National development priorities

In an effort to close the gap between Southern Belize and the more developed Northern Districts, the GOB has instituted new approaches to accelerate the pace of development in a region that has always been regarded as the most economically depressed in the country (GOB 1998). In the mid-1990s, the GOB granted at least seventeen logging concessions on lands totaling 480,000 acres in the Toledo District (see Map 6, p.46). In 1997, the Government granted a permit to a foreign oil and gas exploration company to explore for oil reserves on almost 750,000 acres of land in the Toledo District (TMCC 1998). Current and new development initiatives can conflict with parallel efforts to expand the protected area system in the south. One individual stated: “I think protected area management and sustainable development initiatives are not an integral part of the development philosophy of the country even though it’s rhetorically said so” (Anonymous 2002). Another concern is how large-scale economic development initiatives will integrate the needs, skills, and capabilities of local communities so that they can capture the benefits of local development efforts.
Donor funding

The Toledo District has captured the attention of a large contingency of donor agencies, natural resource managers, and INGOs. While this thickening of civil society provides new opportunities for partnerships between Government agencies, international donors, NGOs and CBOs, even locally based “…grassroots groups and NGOs may also not be accountable to or representative of local people…. [They] are constituted to represent the interests of their members or donors” (Ribot 2002).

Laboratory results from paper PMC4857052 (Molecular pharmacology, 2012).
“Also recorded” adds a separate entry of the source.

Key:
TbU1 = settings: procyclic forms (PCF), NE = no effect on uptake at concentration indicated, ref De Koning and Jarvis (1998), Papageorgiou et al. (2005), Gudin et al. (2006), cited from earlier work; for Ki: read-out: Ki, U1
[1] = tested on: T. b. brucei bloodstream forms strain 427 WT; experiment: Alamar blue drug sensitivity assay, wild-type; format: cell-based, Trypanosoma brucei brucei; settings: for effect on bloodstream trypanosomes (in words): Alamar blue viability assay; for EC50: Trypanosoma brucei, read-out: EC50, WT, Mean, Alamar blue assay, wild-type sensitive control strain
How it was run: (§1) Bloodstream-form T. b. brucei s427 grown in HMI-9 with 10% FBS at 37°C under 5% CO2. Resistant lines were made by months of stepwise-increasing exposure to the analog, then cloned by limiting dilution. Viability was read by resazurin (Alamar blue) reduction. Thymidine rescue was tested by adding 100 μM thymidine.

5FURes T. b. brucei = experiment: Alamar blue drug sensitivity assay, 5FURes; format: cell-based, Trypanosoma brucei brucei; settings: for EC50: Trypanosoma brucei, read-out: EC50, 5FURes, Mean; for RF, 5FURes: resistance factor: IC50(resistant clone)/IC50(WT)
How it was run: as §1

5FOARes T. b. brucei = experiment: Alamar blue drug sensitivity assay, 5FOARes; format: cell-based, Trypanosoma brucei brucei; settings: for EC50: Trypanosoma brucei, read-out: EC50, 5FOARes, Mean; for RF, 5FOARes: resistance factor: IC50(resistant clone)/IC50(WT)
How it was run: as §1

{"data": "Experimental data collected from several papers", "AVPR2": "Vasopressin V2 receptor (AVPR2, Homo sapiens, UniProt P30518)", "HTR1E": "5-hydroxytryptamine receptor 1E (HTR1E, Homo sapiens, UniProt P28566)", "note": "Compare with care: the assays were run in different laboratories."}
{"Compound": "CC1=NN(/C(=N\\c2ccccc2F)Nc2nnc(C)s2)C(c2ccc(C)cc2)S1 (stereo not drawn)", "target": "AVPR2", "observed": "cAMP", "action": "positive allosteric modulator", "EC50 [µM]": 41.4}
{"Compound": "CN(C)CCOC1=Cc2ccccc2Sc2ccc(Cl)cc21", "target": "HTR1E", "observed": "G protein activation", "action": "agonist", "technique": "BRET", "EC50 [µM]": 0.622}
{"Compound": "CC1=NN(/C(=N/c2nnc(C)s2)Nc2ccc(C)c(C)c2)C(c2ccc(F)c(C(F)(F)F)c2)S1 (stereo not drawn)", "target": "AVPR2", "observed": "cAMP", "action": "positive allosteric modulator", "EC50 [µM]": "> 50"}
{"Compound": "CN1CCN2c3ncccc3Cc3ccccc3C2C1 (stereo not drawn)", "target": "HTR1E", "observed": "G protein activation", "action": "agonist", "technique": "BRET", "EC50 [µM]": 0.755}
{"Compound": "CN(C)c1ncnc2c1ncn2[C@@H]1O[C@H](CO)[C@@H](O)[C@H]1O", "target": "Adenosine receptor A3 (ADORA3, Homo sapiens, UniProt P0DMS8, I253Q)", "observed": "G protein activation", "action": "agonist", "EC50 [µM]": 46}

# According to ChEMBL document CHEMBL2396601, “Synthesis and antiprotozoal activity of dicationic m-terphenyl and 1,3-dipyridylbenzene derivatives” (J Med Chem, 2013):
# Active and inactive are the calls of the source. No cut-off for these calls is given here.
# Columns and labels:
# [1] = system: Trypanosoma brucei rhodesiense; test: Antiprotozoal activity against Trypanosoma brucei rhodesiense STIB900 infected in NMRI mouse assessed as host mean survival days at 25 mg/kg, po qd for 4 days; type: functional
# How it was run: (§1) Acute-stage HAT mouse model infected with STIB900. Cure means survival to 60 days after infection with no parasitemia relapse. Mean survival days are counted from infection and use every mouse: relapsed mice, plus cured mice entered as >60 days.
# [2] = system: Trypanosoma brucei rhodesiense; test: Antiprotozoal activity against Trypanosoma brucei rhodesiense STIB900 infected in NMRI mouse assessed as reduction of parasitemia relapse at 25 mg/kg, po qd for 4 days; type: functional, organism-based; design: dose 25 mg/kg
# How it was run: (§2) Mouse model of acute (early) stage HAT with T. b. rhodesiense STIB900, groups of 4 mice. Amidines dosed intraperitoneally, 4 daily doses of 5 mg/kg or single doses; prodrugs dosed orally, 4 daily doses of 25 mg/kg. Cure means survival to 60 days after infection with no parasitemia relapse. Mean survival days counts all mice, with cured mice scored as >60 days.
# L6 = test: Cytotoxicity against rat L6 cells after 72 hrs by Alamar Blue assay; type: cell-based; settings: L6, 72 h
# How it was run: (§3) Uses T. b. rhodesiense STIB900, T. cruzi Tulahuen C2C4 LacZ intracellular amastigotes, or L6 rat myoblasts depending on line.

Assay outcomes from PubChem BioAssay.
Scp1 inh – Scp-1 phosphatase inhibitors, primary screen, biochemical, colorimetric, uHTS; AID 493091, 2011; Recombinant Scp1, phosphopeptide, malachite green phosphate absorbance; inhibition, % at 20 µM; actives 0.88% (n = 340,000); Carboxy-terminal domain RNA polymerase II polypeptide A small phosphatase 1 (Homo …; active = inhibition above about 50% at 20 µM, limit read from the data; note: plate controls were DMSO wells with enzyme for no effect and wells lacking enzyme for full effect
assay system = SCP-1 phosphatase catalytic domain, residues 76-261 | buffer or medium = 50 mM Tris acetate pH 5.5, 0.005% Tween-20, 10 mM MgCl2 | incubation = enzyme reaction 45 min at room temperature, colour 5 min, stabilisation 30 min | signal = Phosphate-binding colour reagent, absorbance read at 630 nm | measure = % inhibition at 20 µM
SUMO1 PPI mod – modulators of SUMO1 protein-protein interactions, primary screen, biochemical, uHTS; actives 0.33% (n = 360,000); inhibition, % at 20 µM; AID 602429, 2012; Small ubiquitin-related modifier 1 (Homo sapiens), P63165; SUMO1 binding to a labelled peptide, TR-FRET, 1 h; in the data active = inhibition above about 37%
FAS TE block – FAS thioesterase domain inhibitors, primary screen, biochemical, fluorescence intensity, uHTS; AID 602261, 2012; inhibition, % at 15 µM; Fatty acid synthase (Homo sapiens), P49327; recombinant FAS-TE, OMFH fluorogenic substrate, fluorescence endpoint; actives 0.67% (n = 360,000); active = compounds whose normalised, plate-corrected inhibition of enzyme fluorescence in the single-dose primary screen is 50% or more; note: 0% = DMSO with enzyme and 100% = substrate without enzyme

Given the proliferation of INGOs working under the rubric of sustainable development and the environment, INGOs provide an attractive funding mechanism for under-resourced Government agencies, NGOs, and CBOs. INGOs and international donor organizations have been forthcoming with technical and financial support for under-resourced Government agencies and NGOs in Toledo. TNC partners with TIDE, FFI partners with YCT, EcoLogic Enterprise Ventures (EEV) supports Belize Lodge & Excursions (BLE), and the EcoLogic Fund supports SATIIM. Maya organizations receive external assistance from the Canadian International Development Agency, the Indian Law Resource Center, and the Inuit Circumpolar Conference, among others.

Funding sources influence conservation strategies and allegiances. Tight relationships between donor agencies and NGOs have led to skepticism about who sets the agenda. One must consider: Who sets the agenda? Who benefits from NGO participation and partnerships? Chief Forest Officer Sabido (2002) commented:

While a lot of the NGOs are locally based down there, there is also a very strong undercurrent of policies and objectives that follow the agendas set by the external NGOs or organizations that assist the local NGOs. This is very clear when you look at, say, the approach of TIDE versus the approach of YCT, for example. It’s two different types of approaches and outlooks.

Concluding remarks

While the challenges mentioned in this section cast shadows on collaborative resource management in Toledo, organizations with similar concerns and interests continue to seek out innovative ways to work together. It is important to note that what can be a constraint in one context or for one group may act as an opportunity or enabling factor under different circumstances. The following section describes the forces that facilitate collaboration in Toledo.